Study Shows Degrading Plastics Emit Greenhouse Gases

This photo taken on July 16, 2018 shows volunteers sorting out plastic bottles at a recycling centre run by a non-profit Buddhist organisation in Taipei. Taiwan started recycling plastic more than a decade ago and today it boasts more than 70 percent recycling rates, according to the Environmental Protection Administration. Chris STOWERS / AFP

 

A study in the journal PLOS ONE on Wednesday found that degrading plastics emit powerful greenhouse gases like methane and ethylene, and are a previously unaccounted-for source of these heat-trapping pollutants.

Plastic water bottles, shopping bags, industrial plastics and food containers were all tested as part of the study.

The “most prolific emitter” was polyethylene, which is used in shopping bags and is the most produced and discarded synthetic polymer in the world, said the report.

Researchers have not yet calculated the level of harmful greenhouse gases emitted by plastics in the environment.

But with more than eight billion tons of plastic littering the planet — the lion’s share of which is not recyclable — and plastic production expected to double in the next two decades, they need to find out, said David Karl, the study’s senior author.

“Plastic represents a source of climate-relevant trace gases that is expected to increase as more plastic is produced and accumulated in the environment,” said Karl, a professor at the University of Hawaii at Manoa School of Ocean and Earth Science and Technology.

“This source is not yet budgeted for when assessing global methane and ethylene cycles, and may be significant.”

Plastic is already known to release harmful chemicals into the water and soil.

And greenhouse gases have risen to all-time highs, causing the Earth to heat up and oceans to mount, threatening coastal communities worldwide.

“Considering the amounts of plastic washing ashore on our coastlines and the amount of plastic exposed to ambient conditions, our finding provides further evidence that we need to stop plastic production at the source, especially single use plastic,” said lead author Sarah-Jeanne Royer, a postdoctoral research fellow at UH’s International Pacific Research Center.

President Obama Set To Unveil Clean Power Plan

powerU.S President, Barack Obama, will unveil the final version of his plan to tackle greenhouse gases from coal-fired power plants.

The U.S President would on Monday, unveil what he had called “the biggest, most important step the US has ever taken” in tackling climate change.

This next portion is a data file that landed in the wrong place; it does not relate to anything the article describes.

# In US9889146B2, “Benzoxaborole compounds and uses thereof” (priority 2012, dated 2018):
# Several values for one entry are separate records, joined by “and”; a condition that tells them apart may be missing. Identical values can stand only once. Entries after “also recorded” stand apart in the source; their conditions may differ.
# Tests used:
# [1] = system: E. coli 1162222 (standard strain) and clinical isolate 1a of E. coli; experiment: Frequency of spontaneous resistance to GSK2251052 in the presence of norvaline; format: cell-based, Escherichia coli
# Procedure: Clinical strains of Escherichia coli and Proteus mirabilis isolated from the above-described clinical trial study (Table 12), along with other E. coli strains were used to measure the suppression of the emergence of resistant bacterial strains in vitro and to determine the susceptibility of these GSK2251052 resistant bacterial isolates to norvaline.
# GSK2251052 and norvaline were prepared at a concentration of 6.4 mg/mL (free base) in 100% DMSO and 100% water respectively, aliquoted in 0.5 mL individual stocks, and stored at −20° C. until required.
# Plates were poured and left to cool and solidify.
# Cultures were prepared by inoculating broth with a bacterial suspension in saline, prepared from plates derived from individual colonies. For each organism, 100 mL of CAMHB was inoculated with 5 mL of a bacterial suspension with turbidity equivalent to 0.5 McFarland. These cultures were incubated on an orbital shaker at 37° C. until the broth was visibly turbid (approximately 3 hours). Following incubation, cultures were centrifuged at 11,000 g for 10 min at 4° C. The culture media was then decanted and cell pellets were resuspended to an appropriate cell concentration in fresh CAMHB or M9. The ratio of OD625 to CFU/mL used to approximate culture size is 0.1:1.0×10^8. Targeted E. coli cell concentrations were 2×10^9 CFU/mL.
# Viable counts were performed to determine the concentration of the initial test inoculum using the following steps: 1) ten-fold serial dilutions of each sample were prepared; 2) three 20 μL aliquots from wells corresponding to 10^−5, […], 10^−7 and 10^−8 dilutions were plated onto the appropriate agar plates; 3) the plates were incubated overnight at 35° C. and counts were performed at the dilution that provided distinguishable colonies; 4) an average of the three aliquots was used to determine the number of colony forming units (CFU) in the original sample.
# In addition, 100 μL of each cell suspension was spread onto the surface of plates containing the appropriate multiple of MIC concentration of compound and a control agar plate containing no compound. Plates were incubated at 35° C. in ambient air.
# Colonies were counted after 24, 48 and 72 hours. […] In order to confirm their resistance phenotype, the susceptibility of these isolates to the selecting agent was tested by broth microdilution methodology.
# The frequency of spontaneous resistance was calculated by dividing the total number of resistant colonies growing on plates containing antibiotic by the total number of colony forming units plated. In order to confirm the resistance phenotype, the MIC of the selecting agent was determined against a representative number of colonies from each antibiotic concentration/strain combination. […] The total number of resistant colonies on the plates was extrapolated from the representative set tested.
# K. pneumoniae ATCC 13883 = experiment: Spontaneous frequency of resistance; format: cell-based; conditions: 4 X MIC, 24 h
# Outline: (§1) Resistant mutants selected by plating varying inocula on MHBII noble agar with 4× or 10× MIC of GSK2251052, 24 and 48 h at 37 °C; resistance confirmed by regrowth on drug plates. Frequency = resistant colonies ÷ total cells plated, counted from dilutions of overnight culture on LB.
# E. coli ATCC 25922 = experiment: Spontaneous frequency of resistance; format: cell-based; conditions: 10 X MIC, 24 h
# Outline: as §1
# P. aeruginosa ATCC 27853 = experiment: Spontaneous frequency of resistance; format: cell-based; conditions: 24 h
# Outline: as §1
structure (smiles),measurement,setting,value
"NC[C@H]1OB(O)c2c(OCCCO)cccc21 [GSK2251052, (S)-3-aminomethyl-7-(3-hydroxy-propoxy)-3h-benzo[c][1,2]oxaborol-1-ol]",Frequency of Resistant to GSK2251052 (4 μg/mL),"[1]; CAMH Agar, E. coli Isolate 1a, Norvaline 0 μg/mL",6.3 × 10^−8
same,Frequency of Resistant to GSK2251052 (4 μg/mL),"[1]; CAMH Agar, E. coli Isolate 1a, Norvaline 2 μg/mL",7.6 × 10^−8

The aim of the revised clean power plan is to cut greenhouse gas emissions from US power stations by nearly a third within 15 years.

The measures would place significant emphasis on wind and solar power and other renewable energy sources.

However, opponents in the energy industry had vowed to fight the plan.

They said that President Obama had declared “a war on coal”. Power plants fired by coal provide more than a third of the US electricity supply.

The revised plan aims to cut carbon emissions from the power sector by 32 per cent by 2030, compared with 2005 levels.

The regulation would also encourage an aggressive shift toward renewable energy away from coal-fired electricity, pushing utilities to invest even more heavily in wind and solar energy.

Industry groups and some lawmakers from states that have relied on coal-based energy had vowed to challenge the new requirements in the courts and through Congressional maneuvers, accusing the administration of a regulatory assault that would drive up energy prices.

The National Mining Association said on Sunday that it would seek to block the plan in federal court. “These (requirements) would burden Americans with increasingly high-costs for an essential service and a less reliable electric grid for delivering it,” said Hal Quinn, President of the NMA.

The National Rural Electric Cooperative Association, which represents co-ops that deliver energy to poor rural communities, said the Clean Power Plan would raise electricity prices by at least 10 per cent, a rise that would be disproportionately felt by “the country’s most vulnerable populations.”